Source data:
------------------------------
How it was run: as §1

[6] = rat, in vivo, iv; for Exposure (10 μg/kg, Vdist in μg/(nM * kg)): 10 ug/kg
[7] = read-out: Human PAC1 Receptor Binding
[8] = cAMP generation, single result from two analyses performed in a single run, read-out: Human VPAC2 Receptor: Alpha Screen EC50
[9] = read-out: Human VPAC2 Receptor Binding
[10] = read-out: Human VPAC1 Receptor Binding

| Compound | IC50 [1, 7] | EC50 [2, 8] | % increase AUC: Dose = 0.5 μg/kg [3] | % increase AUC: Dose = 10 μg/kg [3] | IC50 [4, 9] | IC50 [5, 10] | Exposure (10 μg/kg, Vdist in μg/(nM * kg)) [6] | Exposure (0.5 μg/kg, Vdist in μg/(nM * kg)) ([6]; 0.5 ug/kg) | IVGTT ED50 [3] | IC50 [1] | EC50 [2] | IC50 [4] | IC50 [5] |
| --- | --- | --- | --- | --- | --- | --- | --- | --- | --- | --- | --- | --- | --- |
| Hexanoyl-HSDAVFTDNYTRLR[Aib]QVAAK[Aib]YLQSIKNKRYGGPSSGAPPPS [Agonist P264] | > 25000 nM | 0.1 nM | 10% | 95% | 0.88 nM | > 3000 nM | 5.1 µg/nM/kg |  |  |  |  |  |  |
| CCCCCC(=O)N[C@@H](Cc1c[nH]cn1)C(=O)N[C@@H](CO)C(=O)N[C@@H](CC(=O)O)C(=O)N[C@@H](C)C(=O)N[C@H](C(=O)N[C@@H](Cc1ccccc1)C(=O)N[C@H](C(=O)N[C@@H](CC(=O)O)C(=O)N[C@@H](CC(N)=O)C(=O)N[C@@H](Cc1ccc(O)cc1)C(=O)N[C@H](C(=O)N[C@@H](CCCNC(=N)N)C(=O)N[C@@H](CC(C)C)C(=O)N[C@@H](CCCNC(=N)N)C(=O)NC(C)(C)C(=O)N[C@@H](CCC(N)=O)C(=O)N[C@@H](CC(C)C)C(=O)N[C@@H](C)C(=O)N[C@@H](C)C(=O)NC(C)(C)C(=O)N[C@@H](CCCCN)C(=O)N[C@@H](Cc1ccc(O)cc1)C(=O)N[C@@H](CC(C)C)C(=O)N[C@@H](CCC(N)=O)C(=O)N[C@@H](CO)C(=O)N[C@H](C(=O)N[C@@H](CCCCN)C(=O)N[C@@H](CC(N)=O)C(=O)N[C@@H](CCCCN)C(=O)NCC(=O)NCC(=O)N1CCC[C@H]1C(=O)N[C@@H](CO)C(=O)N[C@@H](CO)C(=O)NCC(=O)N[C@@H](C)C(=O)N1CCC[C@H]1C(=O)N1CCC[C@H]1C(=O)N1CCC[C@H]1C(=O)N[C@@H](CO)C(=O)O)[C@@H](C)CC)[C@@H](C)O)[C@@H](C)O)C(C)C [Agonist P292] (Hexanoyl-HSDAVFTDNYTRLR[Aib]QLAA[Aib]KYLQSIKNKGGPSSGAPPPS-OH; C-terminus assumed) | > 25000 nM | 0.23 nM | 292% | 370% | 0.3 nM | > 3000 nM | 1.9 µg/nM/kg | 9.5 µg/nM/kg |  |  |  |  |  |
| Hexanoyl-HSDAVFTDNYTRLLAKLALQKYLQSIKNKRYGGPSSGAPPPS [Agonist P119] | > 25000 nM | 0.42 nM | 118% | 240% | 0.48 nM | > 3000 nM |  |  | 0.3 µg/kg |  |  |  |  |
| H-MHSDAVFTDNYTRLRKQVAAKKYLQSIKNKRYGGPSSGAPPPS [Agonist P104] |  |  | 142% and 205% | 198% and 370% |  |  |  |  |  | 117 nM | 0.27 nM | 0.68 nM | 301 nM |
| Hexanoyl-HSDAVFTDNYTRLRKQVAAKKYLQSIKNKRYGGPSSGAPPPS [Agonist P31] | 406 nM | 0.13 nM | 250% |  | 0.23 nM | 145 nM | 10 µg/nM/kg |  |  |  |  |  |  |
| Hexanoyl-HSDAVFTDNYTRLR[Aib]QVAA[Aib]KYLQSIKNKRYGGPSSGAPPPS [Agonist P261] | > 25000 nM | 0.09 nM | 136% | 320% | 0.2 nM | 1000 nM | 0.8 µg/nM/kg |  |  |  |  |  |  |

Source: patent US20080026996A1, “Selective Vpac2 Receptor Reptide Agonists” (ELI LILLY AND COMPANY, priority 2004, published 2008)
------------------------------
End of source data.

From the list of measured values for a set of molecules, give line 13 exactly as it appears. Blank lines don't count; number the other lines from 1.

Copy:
| Hexanoyl-HSDAVFTDNYTRLRKQVAAKKYLQSIKNKRYGGPSSGAPPPS [Agonist P31] | 406 nM | 0.13 nM | 250% |  | 0.23 nM | 145 nM | 10 µg/nM/kg |  |  |  |  |  |  |